By Eric Schmitt
Senior House Republicans on Wednesday accused the State Department of failing to hold senior department officials accountable for security failures that contributed to the attack on the American diplomatic mission in Benghazi, Libya, last year in which four Americans were killed.
"No State Department personnel have been fired or even disciplined," said Representative Ed Royce, Republican of California who leads the House Foreign Affairs Committee. "No one has missed a paycheck."
Mr. Royce's comments opened the first of three hearings this week that the House Republican leadership has scheduled as part of its scrutiny of the administration's conduct before, during and after the attacks on the mission and on a nearby C.I.A. annex on Sept. 11, 2012.
Republicans have accused the administration of ignoring requests from American diplomats in Libya for additional security in the months before the attack and of failing to launch a military response to blunt the attacks once they were under way. They also say the administration has placed blame on midlevel officials for mistakes they say may have extended all the way to Hillary Rodham Clinton, who was secretary of state at the time.
The Obama administration and its Democratic allies on Capitol Hill have rejected these criticisms, arguing that the State Department has moved swiftly to carry out 29 recommendations made by an independent review panel in December to improve security and training. They have accused Republicans of politicizing the attack for partisan gains.
At Wednesday's hearing, Mr. Royce and other Republicans took direct aim at Patrick F. Kennedy, the under secretary for management, whose office oversees diplomatic security, for what they said was a lack of accountability at the department for the failures Benghazi revealed.
Mr. Kennedy responded that the four midlevel State Department officials removed from their posts and placed on administrative leave last December have been reassigned to jobs in which they no longer have "worldwide decision-making authority for security."
"To me that is serious accountability," Mr. Kennedy said.
"Reassignment just doesn't cut it," Mr. Royce said.
Representative Ileana Ros-Lehtinen, a Florida Republican, added, "State continues to merely shuffle the deck chairs."
More broadly, Mr. Kennedy said that despite improvements made by the department in the past several months -- including additional Marine Corps security guards and diplomatic security personnel -- diplomacy abroad was an inherently dangerous job.
"We will do everything we can to deter and mitigate the effectiveness of any attack," he said, "but we will not, even with willing and capable governments as our partners, stop terrorists or extremists from mounting attacks against us in all cases."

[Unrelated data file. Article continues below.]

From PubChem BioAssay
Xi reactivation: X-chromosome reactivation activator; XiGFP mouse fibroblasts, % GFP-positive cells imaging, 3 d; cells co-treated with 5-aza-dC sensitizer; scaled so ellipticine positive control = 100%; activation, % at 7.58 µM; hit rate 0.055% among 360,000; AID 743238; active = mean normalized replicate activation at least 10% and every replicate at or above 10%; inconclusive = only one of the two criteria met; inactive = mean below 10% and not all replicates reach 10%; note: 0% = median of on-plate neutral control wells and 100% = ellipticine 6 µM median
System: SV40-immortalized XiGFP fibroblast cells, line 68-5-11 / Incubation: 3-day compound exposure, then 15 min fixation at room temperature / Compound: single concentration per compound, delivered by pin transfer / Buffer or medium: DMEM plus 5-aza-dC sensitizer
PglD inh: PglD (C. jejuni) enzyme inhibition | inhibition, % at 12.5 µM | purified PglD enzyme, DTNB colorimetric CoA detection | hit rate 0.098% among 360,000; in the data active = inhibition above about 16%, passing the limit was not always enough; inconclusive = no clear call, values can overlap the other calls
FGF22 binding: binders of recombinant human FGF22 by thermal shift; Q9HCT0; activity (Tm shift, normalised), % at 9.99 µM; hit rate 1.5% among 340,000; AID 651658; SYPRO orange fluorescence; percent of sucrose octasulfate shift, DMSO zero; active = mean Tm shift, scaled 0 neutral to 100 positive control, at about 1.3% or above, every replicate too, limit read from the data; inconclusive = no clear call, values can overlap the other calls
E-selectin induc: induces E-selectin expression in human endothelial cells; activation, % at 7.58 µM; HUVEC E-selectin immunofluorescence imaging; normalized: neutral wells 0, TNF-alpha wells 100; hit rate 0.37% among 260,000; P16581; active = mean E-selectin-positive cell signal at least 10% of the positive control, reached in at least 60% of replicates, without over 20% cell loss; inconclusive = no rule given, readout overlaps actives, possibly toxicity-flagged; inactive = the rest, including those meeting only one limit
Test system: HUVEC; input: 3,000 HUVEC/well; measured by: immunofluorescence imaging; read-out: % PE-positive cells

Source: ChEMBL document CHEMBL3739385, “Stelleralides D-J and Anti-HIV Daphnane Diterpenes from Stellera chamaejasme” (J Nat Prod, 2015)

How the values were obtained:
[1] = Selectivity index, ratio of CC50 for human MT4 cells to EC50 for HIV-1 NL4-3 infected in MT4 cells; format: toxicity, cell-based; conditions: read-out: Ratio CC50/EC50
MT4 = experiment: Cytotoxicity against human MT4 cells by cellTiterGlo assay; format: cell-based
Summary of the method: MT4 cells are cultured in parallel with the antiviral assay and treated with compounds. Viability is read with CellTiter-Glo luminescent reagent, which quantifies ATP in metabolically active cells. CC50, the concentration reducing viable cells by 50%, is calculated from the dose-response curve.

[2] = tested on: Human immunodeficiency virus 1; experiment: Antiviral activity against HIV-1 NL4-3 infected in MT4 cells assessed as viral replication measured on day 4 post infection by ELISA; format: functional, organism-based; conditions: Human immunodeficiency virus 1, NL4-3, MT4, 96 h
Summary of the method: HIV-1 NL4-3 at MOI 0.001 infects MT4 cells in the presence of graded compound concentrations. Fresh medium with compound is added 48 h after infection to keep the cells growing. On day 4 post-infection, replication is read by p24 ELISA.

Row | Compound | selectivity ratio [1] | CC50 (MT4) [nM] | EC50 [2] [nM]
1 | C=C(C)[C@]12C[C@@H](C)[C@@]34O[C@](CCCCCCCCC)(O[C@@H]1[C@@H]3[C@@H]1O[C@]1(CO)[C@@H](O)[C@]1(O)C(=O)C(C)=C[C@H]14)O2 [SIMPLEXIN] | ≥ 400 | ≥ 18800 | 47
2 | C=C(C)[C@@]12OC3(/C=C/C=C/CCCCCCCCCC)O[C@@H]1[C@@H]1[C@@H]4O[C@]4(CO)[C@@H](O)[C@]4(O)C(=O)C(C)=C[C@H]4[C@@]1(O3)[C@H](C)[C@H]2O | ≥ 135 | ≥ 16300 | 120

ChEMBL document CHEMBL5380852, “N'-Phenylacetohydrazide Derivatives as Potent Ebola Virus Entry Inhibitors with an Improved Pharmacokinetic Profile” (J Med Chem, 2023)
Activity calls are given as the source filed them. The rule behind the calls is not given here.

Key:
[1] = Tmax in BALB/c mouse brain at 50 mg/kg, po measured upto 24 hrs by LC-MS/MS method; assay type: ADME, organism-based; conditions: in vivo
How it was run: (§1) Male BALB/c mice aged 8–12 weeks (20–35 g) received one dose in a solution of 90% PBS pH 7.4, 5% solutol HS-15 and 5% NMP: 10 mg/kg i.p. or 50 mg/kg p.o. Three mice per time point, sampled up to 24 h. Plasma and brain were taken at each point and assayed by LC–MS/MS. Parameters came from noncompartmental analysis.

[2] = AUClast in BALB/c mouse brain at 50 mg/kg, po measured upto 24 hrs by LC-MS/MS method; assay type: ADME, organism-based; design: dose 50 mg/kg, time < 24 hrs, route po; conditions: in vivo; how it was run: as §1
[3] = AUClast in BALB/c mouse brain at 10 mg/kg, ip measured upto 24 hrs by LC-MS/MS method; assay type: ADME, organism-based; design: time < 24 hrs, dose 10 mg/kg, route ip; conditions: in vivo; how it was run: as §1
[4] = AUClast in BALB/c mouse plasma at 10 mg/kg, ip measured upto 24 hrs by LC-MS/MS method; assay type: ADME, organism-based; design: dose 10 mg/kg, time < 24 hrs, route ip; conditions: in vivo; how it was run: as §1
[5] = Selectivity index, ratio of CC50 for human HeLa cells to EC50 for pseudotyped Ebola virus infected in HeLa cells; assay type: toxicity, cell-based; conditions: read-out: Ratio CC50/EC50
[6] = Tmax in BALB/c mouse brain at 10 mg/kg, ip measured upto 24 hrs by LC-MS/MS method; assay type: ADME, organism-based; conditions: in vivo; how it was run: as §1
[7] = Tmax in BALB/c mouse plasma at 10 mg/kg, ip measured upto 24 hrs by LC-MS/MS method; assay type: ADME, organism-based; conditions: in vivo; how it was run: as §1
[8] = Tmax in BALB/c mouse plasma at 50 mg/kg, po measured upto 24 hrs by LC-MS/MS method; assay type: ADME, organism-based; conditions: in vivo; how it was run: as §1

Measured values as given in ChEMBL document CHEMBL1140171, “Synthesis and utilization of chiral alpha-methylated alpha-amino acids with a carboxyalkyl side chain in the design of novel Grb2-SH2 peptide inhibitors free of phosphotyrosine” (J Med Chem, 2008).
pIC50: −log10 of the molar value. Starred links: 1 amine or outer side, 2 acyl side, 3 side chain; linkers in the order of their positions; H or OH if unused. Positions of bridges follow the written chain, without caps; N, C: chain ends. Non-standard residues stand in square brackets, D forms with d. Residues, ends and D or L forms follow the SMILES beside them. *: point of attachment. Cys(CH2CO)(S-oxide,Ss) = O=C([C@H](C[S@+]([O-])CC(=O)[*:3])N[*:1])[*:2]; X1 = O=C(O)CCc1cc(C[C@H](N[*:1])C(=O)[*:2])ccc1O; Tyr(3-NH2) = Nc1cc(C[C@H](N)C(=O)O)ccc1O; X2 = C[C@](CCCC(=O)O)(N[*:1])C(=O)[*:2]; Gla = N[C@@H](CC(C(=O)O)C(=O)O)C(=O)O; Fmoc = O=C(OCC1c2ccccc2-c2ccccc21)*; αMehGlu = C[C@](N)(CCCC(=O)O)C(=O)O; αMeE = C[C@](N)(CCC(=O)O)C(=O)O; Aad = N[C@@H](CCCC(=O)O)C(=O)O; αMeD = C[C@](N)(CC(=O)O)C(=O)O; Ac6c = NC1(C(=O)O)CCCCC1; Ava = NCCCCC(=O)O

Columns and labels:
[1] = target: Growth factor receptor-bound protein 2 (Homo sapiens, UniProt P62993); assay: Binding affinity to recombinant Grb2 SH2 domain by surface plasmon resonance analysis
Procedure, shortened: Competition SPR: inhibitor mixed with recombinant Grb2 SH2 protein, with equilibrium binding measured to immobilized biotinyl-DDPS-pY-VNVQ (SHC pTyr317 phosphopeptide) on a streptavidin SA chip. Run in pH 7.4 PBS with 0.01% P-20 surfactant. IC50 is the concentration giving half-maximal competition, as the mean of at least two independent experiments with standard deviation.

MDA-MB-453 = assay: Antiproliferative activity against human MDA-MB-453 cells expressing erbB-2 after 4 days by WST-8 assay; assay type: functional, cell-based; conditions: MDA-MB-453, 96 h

The independent inquiry into the attack against the Benghazi Mission -- conducted by a panel called the Accountability Review Board that was led by Thomas R. Pickering, a retired senior diplomat -- blamed the State Department's diplomatic security bureau and another department office for failing to coordinate and plan adequate security. The inquiry also found that several diplomatic security officials showed poor leadership.
As a result of the board's recommendations, the State Department by later this fall plans to have dozens of additional diplomatic security agents at high-threat embassies and millions of dollars worth of advanced fire-survival gear and surveillance cameras in those diplomatic posts. It also plans to improve training for employees headed to the riskiest missions.
But diplomats and lawmakers have warned it will take years and billions more dollars to fully carry out the changes called for by Mr. Pickering's panel.
The State Department late last year appointed for the first time a senior official -- a deputy assistant secretary of state -- to ensure that embassies and consulates in dangerous places get sufficient attention.
But a separate review panel, led by Mark Sullivan, a former Secret Service director, concluded this month that with American embassies and consulates facing an increasing threat of terrorist attacks, the diplomatic security office is mired in the department's sprawling bureaucracy and must be elevated in importance. Mr. Sullivan's panel recommended creating a new under secretary job to oversee diplomatic security, a proposal Mr. Kennedy said was under review.
Mr. Royce also raised concerns that a year after the attacks in Benghazi, "not one terrorist perpetrator has been captured or killed, despite the president saying that this was his highest priority."
The Justice Department has indicted suspects in the attack. American intelligence officials have a general idea of where they are hiding, but they have not been captured. Some military and law enforcement officials have grown frustrated with what they believe is the White House's unwillingness to pressure the Libyan government to make the arrests or allow American forces to do so, current and former senior government officials say.
On Thursday, the House Oversight and Government Reform Committee will hear testimony from Mr. Pickering and another panel member, Adm. Mike Mullen, a former chairman of the Joint Chiefs of Staff, as well as from Mr. Sullivan.
A House Armed Services Committee panel will also meet Thursday to examine the military's preparedness to respond to attacks like the one in Benghazi. The same day, the Senate Foreign Relations Committee will hold a hearing on the nomination of Gregory B. Starr to be the assistant secretary for diplomatic security.